In the present work, Ra et al. proposed and demonstrated a nanocrystal surface-emitting laser (NCSEL) diode, free of DBRs to function efficiently in the green spectrum. The NCSEL consisted with InGaN/AlGaN (indium gallium nitride/aluminum gallium nitride) nanocrystal arrays of precisely controlled size, spacing and surface morphology. Due to efficient strain relaxation, such nanostructures were free of dislocations. Ra et al. included multiple InGaN quantum disks in the semipolar planes of the active region to significantly reduce the quantum confined stark effect (QCSE). To suppress surface recombination in the setup, they formed a unique AlGaN shell structure around the active region of the NCSEL.

Ra et al. explored the photonic band edge resonant effect of the nanocrystal array to demonstrate an electrically injected surface-emitting diode, without using conventional, thick and resistive DBRs. The device functioned at 523.1 nm and exhibited a low threshold current density approximating 400 A/cm2, with highly stable operation at room temperature. The scientists confirmed coherent laser oscillation using far-field emission pattern and with detailed polarization measurements. The work showed a practical approach to realize high-performance, surface-emitting laser diodes from deep UV to the deep visible, which were previously difficult to achieve.

Structural characterization of InGaN/AlGaN core-shell quantum disk heterostructures. (A) STEM-HAADF image of a representative core-shell InGaN/AlGaN multiple quantum disk (MQD) heterostructure nanocrystal. (B) High-magnification image taken from the region marked in (A) and (C) schematic illustration for the quasi-3D structure of the semipolar active region and selected-area electron diffraction pattern of the InGaN/AlGaN core-shell heterostructure. (D) High-magnification HAADF image of the InGaN/AlGaN quantum disk region. (E) Energy-dispersive x-ray spectroscopy (EDXS) line profile of the InGaN/AlGaN quantum disks along the line labeled with “1” in (D). (F) EDXS point analysis of the AlGaN shell region marked as “A” and “B” in (B). Credit: Science Advances, doi: 10.1126/sciadv.aav7523

In the experimental setup, the InGaN NCSEL contained nanocrystals with a hexagonal shape arranged in a triangular lattice. The researchers performed the design and simulation, including energy band diagram and mode profile via 2-D finite-element method simulation. The nanocrystals maintained a spacing of 30 nm and the lattice constant was 250 nm. To realize NCSELs, Ra et al. required precise control of the nanocrystal size, spacing and uniformity across a relatively large area. To achieve such nanocrystal arrays, the team used selective area epitaxy via plasma-assisted molecular beam epitaxy (MBE). To reduce surface recombination, they included an AlGaN shell structure in the active region.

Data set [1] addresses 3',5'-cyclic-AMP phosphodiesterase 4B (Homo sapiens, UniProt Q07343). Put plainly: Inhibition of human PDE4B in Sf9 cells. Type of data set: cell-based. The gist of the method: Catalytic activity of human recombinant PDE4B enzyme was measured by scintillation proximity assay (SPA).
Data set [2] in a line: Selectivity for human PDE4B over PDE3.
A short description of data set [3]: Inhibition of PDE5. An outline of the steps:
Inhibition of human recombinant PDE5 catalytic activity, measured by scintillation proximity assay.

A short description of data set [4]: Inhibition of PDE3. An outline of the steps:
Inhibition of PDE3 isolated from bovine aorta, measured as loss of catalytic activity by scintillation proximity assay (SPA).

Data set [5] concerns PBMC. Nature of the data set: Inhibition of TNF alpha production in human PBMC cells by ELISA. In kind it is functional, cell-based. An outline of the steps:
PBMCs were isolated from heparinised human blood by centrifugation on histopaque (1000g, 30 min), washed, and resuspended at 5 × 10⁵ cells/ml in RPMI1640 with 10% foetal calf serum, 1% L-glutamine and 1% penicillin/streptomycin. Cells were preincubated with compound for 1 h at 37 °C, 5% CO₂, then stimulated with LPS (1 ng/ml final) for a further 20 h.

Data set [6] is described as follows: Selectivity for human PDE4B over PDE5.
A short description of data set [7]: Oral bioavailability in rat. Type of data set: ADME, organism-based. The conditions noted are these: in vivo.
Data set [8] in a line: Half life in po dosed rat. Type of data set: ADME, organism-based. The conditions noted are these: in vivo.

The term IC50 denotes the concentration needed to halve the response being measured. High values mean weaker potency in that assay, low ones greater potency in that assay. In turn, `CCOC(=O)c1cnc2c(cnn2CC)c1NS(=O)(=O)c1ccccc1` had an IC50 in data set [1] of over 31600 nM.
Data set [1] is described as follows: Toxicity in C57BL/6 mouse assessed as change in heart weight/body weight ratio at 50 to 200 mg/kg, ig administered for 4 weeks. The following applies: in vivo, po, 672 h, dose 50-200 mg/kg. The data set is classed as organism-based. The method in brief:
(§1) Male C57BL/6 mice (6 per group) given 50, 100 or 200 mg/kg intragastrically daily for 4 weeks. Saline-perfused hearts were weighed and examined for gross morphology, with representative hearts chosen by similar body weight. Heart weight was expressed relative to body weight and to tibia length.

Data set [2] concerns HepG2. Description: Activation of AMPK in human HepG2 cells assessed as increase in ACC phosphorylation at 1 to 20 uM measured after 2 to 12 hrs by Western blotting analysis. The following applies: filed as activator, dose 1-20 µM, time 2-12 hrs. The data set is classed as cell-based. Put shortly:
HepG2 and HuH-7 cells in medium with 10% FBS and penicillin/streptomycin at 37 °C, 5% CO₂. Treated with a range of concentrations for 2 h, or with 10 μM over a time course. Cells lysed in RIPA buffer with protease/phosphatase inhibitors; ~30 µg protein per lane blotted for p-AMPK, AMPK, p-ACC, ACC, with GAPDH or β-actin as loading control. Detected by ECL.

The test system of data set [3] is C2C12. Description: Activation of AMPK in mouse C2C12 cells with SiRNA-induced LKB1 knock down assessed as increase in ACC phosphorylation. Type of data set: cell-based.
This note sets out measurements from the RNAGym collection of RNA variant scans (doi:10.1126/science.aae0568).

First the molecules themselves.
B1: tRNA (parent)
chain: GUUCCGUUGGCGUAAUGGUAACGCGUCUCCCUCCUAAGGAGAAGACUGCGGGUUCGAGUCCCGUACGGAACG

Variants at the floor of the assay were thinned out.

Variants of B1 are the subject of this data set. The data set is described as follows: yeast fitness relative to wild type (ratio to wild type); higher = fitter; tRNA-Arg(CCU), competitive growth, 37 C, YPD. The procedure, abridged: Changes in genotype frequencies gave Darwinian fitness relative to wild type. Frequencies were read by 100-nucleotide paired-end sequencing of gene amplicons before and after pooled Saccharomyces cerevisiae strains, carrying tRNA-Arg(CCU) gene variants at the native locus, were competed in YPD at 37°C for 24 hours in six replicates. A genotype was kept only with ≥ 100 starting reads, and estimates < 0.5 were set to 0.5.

They performed additional structural characterization of InGaN nanocrystals using scanning transmission electron microscopy (STEM). Then they prepared a cross-section of the sample using a focused ion beam system to show high-angle annular dark-field (HAADF) atomic number contrast image of a representative InGaN nanocrystal. Ra et al. verified the resulting unique pyramidal/cone structure and formation of multiple quantum disk heterostructures using representative selected-area electron diffraction (SAED) pattern analysis. To further confirm elemental distribution of the active region, the team performed an energy-dispersive X-ray spectroscopy (EDXS) analysis, along the growth direction of InGan/AlGaN quantum disks.

Fabrication and characterization of InGaN NCSEL diodes. (A) Schematic illustration of the fabricated NCSEL device. Inset: Optical microscopy image of the device after metallic contact grids and electroluminescence (EL) image of the green lasing. (B) Current-voltage (I-V) characteristics of the NCSEL device. Inset: The I-V curve on a semi-log scale. (C) Electroluminescence spectra measured from different injection currents under CW biasing conditions at room temperature (R.T.). (D) Variations of the output power versus injection current. It shows a clear threshold of ~400 A/cm2. SP, spontaneous emission. (E) Variations of spectral linewidth (FWHM, full width at half maximum). (F) Peak wavelength position measured under different injection current densities. Credit: Science Advances, doi: 10.1126/sciadv.aav7523